To ally solvency concerns, Basel III installs a leverage ratio and bolsters its Liquidity Coverage Ratio (LCR) which will require all banking institutions to increase its regulatory capital reserves of High Quality Liquid Assets (HQLA). An increase in HQLA reserves will raise the cost of capital for all financial institutions requiring it to raise its spreads on credit products. 

SMEs will be particularly affected by Basel III initiatives. SME’s are highly dependant on bank capital and credit products and remain highly sensitive to the cyclicality of macroeconomic factors. D&B’s Small Business Health Index reports that SME business failures in the US were in excess of 140,000 per month in 2013. The OECD reported that during 2012 over 800,000 EC SME’s closed shop in 2012. 

Eurofact reported that 60% of all non-financial value add to the EC economy is attributable to SMEs. Though SMEs are generally recognized as principal economic drivers in both the developed and lesser developed economies; during the economic crisis SME’s were rationed out of the credit markets. Large capital infusions and accommodative monetary policy by the central bank authorities principally sought to bolster bank capital and inject liquidity into the faltering global banking system. 

As such much of the low cost capital provided to banks did not trickle down to SMEs. Better returns were realized by deploying capital to investment partnerships, energy resource development, the acquisition of strategic commercial enterprises and underwriting speculative trading in the global security markets.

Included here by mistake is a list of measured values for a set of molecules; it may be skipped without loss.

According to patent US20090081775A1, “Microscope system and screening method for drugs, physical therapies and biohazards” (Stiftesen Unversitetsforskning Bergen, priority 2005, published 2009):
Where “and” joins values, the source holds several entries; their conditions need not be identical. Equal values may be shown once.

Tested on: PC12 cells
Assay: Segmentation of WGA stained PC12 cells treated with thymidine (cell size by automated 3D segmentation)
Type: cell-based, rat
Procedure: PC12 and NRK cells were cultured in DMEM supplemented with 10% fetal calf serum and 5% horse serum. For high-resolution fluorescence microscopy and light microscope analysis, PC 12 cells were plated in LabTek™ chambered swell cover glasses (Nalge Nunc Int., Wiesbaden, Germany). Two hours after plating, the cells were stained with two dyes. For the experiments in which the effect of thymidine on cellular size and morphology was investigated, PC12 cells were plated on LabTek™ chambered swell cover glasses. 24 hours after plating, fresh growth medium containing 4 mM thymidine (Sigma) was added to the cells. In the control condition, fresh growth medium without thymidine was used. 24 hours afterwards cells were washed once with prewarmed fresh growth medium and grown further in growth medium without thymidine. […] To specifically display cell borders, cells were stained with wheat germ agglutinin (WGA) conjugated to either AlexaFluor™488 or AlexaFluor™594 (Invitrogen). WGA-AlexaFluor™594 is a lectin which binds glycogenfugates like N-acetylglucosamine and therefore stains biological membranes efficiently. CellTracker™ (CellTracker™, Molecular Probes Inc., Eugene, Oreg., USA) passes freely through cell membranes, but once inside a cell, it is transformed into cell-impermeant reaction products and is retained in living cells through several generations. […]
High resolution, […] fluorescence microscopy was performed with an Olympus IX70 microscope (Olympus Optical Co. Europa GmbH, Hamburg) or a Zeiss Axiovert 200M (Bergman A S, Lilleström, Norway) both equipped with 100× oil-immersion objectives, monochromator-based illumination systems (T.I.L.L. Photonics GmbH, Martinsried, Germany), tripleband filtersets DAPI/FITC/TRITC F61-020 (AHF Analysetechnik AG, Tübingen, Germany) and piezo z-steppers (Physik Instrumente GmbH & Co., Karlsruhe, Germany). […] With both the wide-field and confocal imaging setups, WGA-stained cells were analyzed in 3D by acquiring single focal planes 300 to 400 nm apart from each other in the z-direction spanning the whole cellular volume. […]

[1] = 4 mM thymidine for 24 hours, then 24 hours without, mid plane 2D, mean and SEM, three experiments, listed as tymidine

Little of the low cost capital found its way onto Main Street; driving the bifurcating wedge between the real and speculative economy. As a more conservative political landscape emerges from the wreckage of the economic calamity created by “elitist” financial institutions and “remote” Brussels based government bureaucrats, the cause of the SME is resonating in the rising voice of a middle class spoken with a distinct nationalist accent. 

Politicians, legislators and advocacy groups are fully invested in the cause of the SME. Stakeholders are advocating more government involvement to underwrite and guarantee sponsored loans. In an era where government involvement in markets is under severe attack, political expediency and prudent economics coalesce to fund the incubation of SMEs. Even if greater government intervention is counterintuitive to laissez faire proclivities of the politically engaged, higher taxes would be required to fund the risk of capital formation initiatives. The securitization of SME loans is also a consideration; but aversion to leverage and the risk to encourage poor lending practices raise fears of creating yet another credit bubble.

The Government of Singapore recently rose its guarantee on SME loans to cover 70% of principal in response to the increase in cost of capital banks will charge as a result of Basel III. Spreads on SME loans are estimated to increase between 50 to 80 basis points. This rise in the cost of capital will allow banks to recoup Basel III compliance expenses associated with the segregation of regulatory capital requirements to service SME loan portfolios.

The risk premia on SME loans is justified by regulators because it guarantees the availability of credit through the business cycle. The financial health of SME’s are highly correlated to the vicissitudes of the business cycle. During times of cyclical downturns risk factors for SMEs are magnified due to the prevalence of concentration risk in products, regions, markets, client and critical macroeconomic factors germane to the SME’s business. Mitigation initiatives are inhibited due to liquidity constraints, resource depletion and balance sheet limitations. The closure of credit channels exacerbates this problem and Basel III risk premia pledges to fund SMEs through a trying business cycle.